Bellefleur: Having read one book by Joyce Carol Oates that deeply resonated with me and another that was well written, but didn’t quite strike the same chord, when I spotted this the thought of luxuriously immersing myself in an epic long book by her sounded just delightful.  It took me a while to settle into it.  Halfway through and I felt like I’d already read three or four books and yet still was somehow unsure of myself within this book.  It’s long and jumps all over the place.  There are endless characters and ever more being introduced.  On one page you are in the present time (present to the story anyhow) and the next you are a 150 years earlier.  It’s strange and eerie and haunting and sometimes quite dull and confusing and astounding and with all of that I’m still really enjoying it.  I’m in a race to finish because books clubs have started up again and my reading time is limited!

Depletion and Abundance: Life on the New Home Front: I was introduced to this book by a friend of the author and I have to say, I had trouble putting it down and I’m now passing it around to other members of the household.  Overlooking a few editing snafus, this is an amazing, life changing sort of book.

A Country Affair: Not at all what I expected in picking it up.  I had to come back and add it in because I actually completely forgot that I had read it.  I found a library receipt thing and went, “Oh yeah..”  I think we can deduce that it did not make much of an impression on me!

I actually finally, finally, finally finished the Sweater That Shall Not Be Named.  Though it still needs to be blocked and I seem to be taking my sweet old time with this, just as I did with the whole rest of the project.

I’m working on a Lopi sweater for Elijah, who is uber-impatient and keeps implying that it’s taking forever, when in fact it is really not.  It’s pictured above right before I attached the sleeves to the body for the yoke.  I’m now through the vast majority of the yoke.  I cast on round about the first week of November….for a men’s sized fair-isle.  Not. taking. forever.  Actually going fairly quickly, considering he knew going into this that I had some other projects I needed to work on as well.  He always seems to start in on me when he’s sitting somewhere in the vicinity of my feet (which doesn’t seem like the best plan), so I just poke him with my toes a bit, tell him to give me a break, and keep on knitting.

I also knitted myself a pair of slippers, though I don’t have any pictures of them and they don’t really stay on my feet.

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Christmas 2017

Seraphina’s Christmas Wish List: Eggnog, jelly beans, chocolate cake, candy, bananas, oranges, clementines, grapefruits.  My mother asked, “don’t you want any baby dolls or toys or books?”  Nope. Just sweets.

Elijah watches old episodes of Bob Ross, Galen watches Elijah, I try to figure out which walls can still fit more paintings.  The northern lights one was my Christmas present from Elijah.  Galen is an extremely prolific painter, but I tend to get fewer pictures of his as he tends to paint at night.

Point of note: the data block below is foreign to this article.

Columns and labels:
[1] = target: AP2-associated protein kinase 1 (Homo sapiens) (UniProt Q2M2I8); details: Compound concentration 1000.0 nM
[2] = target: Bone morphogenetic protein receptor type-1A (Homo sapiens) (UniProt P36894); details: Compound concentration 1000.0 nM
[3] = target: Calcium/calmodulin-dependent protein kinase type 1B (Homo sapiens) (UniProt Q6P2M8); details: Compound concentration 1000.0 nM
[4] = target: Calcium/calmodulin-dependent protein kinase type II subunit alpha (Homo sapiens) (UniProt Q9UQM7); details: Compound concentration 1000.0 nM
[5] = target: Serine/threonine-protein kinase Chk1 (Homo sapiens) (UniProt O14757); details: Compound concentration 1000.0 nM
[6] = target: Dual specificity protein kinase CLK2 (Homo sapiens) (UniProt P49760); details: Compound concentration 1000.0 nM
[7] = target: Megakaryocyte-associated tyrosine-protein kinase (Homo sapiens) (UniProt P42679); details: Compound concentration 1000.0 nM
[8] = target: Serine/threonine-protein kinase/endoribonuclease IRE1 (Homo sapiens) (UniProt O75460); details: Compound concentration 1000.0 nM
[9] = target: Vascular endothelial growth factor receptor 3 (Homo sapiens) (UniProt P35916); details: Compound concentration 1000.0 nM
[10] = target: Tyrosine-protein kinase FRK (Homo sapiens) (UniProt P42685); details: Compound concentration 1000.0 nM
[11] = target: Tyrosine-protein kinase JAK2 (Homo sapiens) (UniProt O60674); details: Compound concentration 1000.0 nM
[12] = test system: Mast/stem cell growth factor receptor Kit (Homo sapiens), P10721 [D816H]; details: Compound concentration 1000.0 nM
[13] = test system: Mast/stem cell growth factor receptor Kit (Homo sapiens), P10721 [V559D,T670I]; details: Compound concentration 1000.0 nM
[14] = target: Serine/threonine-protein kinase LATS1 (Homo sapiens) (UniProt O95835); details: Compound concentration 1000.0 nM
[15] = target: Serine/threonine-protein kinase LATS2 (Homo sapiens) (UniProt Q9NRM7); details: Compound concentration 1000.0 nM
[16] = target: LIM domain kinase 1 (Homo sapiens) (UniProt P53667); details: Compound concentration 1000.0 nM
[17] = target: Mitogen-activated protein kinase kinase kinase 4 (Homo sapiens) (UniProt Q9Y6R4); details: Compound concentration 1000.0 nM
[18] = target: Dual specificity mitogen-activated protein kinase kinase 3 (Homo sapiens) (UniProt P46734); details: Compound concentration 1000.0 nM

Two books that are perfect for around the time of the Winter Solstice:

Little Snow Bear by Hazel Lincoln has been a family favorite for years.  I believe Elijah received it for his 4th Christmas.  The illustrations are divine and I think they were the inspiration for the painting in this post.  It’s a very sweet and gentle story in which little snow bear goes out in search of the missing sun.  Our copy is worn and battered and greatly beloved.

Lucia and the Light by Phyllis Root was a happenstance library find and entirely new to us this year.  The story is modeled off of Nordic lore, but more modern in tone and appearance.  It had me from the opening page, “Lucia and her mother and baby brother lived with a velvet brown cow and a milk-white cat in a little house at the foot of a mountain in the Far North.  The cow gave milk, the cat slept by the fire, and the baby cooed and grew fat by the hearth.”  When the sun disappears one day Lucia’s mother tells her that they will, “be each other’s sun until the real sun returns”.  The sweet story turns into an adventure when Lucia sneaks out to find the sun only to discover it’s been stolen by trolls!  The trolls, admittedly, were too much for sensitive, three-year-old Miss Seraphina, but I will keep this one in mind for next year.

Life with teens: I have one who walks about draped in home-made whips and another who randomly wears boxing gloves as some sort of bizarre fashion statement.

The baby doll Juliette has been in a somewhat horrifying state for about a year now.  She never really recovered from that time when Galen decided to give her “troll hair”.  And beyond which was getting rather grubby with two years of loving.  When two days before Christmas my neighbor dropped by with some brown mohair yarn I decided the time was ripe for an impromptu surprise makeover.  I do not adore the highlights.  They are what was salvageable of her original hair, plus the little bit of that yarn that I had leftover.  I was afraid that if I used an entirely new hair color she might be too different, so I tried to blend the two.  It’s ok-ish I guess.  I also cleaned her up, refreshed her rosy cheeks and donned her in her new Christmas nightie (of course) she made her grand reappearance on Christmas Eve.

Elijah helped with the Christmas pajamas again this year.  Thank goodness.  It’s too daunting for me alone.  It took 16 yards of fabric to cover those boys of mine!  Sixteen!  We hated the pattern (Simplicity 2771) so much that by the time we got to Galen’s we decided to switch to another pattern entirely (Kwik Sew K3945).  Elijah made that complete set on his own in probably a quarter of the time it would have taken us with the other pattern.  And probably half the size- the others were HUGE!